Saw this letter in the Odd section of your website.
For whatever reason, I did the legwork for the sender of this above letter
and found the issue with a printed letter from Shravas Rao.
The issue is #427 from March 2003.
My question to you is, who needs to get a life more???
Keep up the good (?) work!

I think we are definitely tied for most pathetic use of time,
and it only took four years! (Answered November 2008)
Magnificent MontagueHowdy,
I am searching for an issue that had something about the Watts Riots.
Do you know which issue?
If you can help thanks.
I think it said "Burn Baby Burn" which is my father's slogan,
and I would like to find a copy and give it to him.

Burn Baby Burn from Special #4 1971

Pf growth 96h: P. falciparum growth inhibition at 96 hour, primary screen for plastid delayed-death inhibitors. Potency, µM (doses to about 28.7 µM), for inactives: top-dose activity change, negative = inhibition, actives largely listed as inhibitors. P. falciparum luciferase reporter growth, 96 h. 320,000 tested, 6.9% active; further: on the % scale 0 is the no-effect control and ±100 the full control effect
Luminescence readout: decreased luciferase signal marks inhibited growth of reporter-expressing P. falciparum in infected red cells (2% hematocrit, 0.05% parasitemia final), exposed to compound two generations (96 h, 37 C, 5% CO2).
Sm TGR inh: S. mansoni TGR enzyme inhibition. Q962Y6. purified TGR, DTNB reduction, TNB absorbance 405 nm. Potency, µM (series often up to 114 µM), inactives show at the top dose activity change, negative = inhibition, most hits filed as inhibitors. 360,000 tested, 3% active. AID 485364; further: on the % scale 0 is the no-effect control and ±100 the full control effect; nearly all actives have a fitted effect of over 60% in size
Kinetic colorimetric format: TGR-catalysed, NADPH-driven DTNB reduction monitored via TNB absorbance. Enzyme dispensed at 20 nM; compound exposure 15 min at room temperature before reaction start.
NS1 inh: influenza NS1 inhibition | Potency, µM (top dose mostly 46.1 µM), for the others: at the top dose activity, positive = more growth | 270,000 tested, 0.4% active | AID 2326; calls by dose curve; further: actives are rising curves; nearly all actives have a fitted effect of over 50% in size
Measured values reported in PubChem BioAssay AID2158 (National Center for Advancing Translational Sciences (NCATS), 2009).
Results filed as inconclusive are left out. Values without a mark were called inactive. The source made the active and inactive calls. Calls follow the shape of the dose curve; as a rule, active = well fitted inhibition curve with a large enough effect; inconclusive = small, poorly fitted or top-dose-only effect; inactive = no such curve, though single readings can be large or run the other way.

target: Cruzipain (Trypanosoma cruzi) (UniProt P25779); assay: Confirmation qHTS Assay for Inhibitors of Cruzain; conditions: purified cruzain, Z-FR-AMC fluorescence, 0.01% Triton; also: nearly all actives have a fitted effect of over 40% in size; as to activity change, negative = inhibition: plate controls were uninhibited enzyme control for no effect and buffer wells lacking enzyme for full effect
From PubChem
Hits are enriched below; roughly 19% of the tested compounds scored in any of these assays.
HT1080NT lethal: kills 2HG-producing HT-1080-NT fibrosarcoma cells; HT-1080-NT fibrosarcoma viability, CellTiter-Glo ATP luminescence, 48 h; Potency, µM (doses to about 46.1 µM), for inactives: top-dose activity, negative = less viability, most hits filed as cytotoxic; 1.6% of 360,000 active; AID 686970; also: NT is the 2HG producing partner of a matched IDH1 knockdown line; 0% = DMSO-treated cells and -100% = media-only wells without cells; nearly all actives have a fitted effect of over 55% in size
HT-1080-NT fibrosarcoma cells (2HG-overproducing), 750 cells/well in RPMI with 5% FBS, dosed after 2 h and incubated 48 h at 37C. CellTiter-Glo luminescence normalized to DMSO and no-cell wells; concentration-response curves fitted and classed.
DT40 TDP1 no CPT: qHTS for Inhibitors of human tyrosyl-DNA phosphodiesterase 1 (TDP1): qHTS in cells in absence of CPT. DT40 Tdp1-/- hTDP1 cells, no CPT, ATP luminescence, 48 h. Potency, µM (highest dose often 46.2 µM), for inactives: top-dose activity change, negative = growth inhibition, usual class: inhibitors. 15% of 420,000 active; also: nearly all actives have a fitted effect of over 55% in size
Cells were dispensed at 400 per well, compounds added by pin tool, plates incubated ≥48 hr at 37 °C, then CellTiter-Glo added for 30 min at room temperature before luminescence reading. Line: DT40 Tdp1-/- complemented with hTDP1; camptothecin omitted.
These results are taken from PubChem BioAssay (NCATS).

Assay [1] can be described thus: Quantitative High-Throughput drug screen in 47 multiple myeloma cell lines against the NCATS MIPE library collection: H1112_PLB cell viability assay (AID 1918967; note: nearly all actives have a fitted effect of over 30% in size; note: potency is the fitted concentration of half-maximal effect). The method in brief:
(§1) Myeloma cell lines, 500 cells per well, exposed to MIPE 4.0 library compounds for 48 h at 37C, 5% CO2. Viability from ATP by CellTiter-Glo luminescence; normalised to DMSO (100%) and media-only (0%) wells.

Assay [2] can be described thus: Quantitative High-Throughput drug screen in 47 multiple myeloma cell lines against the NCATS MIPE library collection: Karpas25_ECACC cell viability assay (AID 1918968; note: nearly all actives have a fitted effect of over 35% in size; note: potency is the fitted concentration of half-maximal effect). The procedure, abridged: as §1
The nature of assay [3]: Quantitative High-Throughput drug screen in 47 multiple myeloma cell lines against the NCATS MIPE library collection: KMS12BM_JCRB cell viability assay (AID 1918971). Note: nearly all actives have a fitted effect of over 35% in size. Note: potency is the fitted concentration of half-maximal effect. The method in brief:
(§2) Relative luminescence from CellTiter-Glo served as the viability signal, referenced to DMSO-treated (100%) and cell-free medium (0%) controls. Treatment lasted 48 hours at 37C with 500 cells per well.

The only reference to Watts and Burn Baby Burn that I can find in Mad comes from a reprint Special #4 from Fall 1971 that contained a series of posters, one of which has Smokey The Bear with a molotov cocktail. I thought maybe National Lampoon might have done something about it but they started publishing in 1970. They did have an issue from 1972 that looked back on the 1960s which contains the article "Watts, Kalifornia (Huh?)"
More on that issue is at this link:
Hope this helps.

Joel SurnowHi there,
My name is Teo Dell'Amico and I am the assistant to Joel Surnow, executive producer of the TV show 24. I found your Mad Magazine Covers website through Google while doing research for my boss, and I thought I'd see if I could ask you a really huge favor… He was asking me to find out who did the artwork for Mad's 24 spoof, and it looks like that spoof was called "24 Viewers" and was featured in Issue #429 from May 2003. I haven't been able to find out the name of the author and/or illustrator anywhere online, I was hoping that if you had a moment you could just tell me who wrote/illustrated the story since it looks like you probably have a hard copy… I know it's a lot to ask and if you're busy then that's totally understandable, just thought it couldn't hurt to ask. Thanks for your time.